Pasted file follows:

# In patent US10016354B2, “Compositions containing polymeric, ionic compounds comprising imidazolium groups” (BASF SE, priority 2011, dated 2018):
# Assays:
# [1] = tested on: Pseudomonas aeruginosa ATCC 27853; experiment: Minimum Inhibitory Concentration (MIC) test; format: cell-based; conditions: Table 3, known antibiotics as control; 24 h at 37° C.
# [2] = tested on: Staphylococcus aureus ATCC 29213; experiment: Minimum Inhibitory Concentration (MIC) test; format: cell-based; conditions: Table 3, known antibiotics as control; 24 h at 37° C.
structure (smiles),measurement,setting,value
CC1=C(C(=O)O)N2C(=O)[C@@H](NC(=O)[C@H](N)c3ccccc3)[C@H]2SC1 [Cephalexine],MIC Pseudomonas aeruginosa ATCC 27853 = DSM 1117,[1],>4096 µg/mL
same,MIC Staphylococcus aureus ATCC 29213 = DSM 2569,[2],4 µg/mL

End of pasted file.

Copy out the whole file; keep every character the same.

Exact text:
# In patent US10016354B2, “Compositions containing polymeric, ionic compounds comprising imidazolium groups” (BASF SE, priority 2011, dated 2018):
# Assays:
# [1] = tested on: Pseudomonas aeruginosa ATCC 27853; experiment: Minimum Inhibitory Concentration (MIC) test; format: cell-based; conditions: Table 3, known antibiotics as control; 24 h at 37° C.
# [2] = tested on: Staphylococcus aureus ATCC 29213; experiment: Minimum Inhibitory Concentration (MIC) test; format: cell-based; conditions: Table 3, known antibiotics as control; 24 h at 37° C.
structure (smiles),measurement,setting,value
CC1=C(C(=O)O)N2C(=O)[C@@H](NC(=O)[C@H](N)c3ccccc3)[C@H]2SC1 [Cephalexine],MIC Pseudomonas aeruginosa ATCC 27853 = DSM 1117,[1],>4096 µg/mL
same,MIC Staphylococcus aureus ATCC 29213 = DSM 2569,[2],4 µg/mL